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French Lawmakers Complain About Roma (Gypsy) Gathering - 2002-08-12

Up to 40,000 Roma, also know as gypsies, from across Europe are gathering in eastern France for a Protestant evangelical meeting beginning Tuesday. Religious leaders say the 12 day meeting is about meditation and prayer. But local residents and politicians are giving the Roma a cool welcome.

The mayor of the small French town of Neufchateau, Jacques Drapier, says he is not prejudiced. A decade ago, he says, he was one of the first local politicians to welcome Roma arriving for a Protestant conference.

But now he is among dozens of local lawmakers from the eastern French region of Vosges irate about the arrival of thousands of Roma in recent days.

Mr. Drapier says up to 700 Roma daily have passed through his town on their way to a Protestant evangelical meeting, which begins Tuesday at a former air base nearby. He says they camp for a day or two, using the town's electricity and water supply without paying.

Mr. Drapier says he has just filed a complaint at the local police station, after finding Neufchateau's water cistern riddled with bullets.

Last week, Mr. Drapier joined dozens of local lawmakers who petitioned for the religious meeting to be canceled. They said they feared Roma would trash their camp grounds, and resort to crime and petty violence. They also said the French government broke a promise made a decade ago not to allow another Roma reunion anytime soon. The politician's petition was ignored.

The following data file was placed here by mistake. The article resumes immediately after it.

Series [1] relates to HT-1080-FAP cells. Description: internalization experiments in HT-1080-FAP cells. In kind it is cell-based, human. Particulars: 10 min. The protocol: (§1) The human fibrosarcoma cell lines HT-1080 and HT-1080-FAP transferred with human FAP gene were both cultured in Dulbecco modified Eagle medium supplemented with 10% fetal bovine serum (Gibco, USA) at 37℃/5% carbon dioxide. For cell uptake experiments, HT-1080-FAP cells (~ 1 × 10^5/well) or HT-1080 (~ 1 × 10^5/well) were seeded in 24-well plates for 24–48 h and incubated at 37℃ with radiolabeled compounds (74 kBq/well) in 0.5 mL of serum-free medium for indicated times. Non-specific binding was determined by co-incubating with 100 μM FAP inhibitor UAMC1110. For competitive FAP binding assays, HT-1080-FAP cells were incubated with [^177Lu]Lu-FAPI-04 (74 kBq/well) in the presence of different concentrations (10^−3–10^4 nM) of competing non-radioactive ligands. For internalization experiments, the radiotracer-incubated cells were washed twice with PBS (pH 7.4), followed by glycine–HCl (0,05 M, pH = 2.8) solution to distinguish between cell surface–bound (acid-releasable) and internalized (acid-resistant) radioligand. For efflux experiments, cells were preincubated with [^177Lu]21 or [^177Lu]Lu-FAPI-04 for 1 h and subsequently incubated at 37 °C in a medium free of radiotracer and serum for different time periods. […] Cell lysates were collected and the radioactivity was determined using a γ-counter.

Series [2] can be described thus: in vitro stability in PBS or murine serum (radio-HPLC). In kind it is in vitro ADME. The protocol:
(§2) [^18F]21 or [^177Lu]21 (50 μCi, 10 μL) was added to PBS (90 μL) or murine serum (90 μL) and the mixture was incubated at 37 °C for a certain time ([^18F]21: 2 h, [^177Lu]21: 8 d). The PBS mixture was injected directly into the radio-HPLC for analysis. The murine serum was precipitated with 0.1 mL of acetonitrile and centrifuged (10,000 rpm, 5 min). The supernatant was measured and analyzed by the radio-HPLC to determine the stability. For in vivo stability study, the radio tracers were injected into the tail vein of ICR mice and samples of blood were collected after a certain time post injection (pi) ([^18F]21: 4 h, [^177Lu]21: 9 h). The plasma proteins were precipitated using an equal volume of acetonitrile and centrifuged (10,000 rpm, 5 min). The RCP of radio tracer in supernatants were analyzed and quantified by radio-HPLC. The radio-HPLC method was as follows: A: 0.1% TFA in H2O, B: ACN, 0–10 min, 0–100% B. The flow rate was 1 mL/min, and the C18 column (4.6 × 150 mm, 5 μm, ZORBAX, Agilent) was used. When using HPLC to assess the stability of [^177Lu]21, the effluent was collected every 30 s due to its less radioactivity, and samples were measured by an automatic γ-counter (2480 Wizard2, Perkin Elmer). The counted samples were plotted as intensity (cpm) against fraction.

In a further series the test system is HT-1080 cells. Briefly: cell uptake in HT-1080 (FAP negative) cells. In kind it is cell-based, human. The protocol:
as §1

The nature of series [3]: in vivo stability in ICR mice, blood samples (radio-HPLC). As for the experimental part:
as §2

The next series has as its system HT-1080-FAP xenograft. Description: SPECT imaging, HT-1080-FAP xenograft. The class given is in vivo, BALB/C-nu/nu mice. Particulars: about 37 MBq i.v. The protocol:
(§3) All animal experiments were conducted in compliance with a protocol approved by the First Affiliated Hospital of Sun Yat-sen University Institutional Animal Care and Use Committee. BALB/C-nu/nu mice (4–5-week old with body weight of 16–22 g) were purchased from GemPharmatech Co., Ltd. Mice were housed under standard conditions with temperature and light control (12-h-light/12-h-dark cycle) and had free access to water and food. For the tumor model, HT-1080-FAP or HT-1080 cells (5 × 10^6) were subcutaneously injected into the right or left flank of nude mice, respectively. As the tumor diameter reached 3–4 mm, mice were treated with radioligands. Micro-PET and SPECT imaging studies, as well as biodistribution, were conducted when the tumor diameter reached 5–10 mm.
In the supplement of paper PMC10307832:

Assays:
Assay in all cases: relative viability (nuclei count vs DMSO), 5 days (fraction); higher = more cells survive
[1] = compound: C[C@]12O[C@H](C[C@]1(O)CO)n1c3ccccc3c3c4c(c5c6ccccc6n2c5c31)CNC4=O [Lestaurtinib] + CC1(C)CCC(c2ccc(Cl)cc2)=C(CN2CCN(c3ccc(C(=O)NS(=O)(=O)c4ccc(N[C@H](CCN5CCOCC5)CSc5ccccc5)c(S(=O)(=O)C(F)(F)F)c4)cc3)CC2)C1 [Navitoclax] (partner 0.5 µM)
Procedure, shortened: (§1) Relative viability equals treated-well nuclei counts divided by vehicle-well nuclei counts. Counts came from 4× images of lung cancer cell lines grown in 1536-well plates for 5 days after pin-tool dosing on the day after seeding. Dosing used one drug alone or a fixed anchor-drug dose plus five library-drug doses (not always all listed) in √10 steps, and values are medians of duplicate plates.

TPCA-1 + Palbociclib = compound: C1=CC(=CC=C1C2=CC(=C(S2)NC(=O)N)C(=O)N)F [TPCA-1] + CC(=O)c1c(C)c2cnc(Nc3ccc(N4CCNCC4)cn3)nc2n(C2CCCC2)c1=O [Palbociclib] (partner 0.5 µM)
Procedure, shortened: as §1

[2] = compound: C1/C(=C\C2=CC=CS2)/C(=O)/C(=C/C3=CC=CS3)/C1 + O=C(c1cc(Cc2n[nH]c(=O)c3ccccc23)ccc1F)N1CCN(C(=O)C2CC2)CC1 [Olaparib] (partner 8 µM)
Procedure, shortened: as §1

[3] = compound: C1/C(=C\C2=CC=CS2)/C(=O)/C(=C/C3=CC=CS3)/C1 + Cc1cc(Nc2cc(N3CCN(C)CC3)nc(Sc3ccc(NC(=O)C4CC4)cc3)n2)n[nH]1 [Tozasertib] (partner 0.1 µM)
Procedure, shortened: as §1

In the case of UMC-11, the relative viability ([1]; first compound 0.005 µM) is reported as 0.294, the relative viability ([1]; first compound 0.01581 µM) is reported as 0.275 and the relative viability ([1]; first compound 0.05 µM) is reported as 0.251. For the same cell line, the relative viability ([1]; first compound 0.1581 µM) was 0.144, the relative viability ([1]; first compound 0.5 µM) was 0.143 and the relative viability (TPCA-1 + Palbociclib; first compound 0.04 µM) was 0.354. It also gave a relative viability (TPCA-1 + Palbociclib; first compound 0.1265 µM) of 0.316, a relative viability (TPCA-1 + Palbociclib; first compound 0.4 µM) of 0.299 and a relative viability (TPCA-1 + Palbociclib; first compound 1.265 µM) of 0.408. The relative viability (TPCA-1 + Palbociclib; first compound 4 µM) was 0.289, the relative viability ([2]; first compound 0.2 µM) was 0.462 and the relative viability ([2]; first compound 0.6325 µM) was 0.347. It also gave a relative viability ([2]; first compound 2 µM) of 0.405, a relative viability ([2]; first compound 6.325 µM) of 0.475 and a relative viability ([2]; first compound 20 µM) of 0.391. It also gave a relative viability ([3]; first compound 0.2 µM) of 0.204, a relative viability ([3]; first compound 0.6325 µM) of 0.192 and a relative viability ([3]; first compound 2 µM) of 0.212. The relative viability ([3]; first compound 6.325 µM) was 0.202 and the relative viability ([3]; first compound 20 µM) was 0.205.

Protestant pastor Joseph Charpentier, who has organized the gathering, says the Roma are assembling only for prayer, meditation and lessons in divine healing. In interviews with the French media, pastor Charpentier accused Vosges residents of discrimination. He invited them to a dialogue with the Roma community, saying the community's doors would be open.

Despite their reputation, most Roma are not itinerant. Many settle in a single location and often adopt the religion of their host country.

Yet prejudice against Roma, members of various tribes, is hardly new. Roma suffered greatly during World War II and many were sent to Nazi concentration camps from France and other European countries.

More recently, European Union governments focused on rising trafficking of people and crime from Eastern Europe. In July, for example, French police broke up a criminal ring allegedly involved in sending handicapped Roma children to work or beg in major French towns. Also last month, French lawmakers adopted a new security law, which includes tougher measures to fight illegal immigration and itinerant travelers.

Critics argue tougher measures in France and other E.U. countries discriminate against many lawful asylum seekers, who they say are fleeing political repression in Eastern Europe.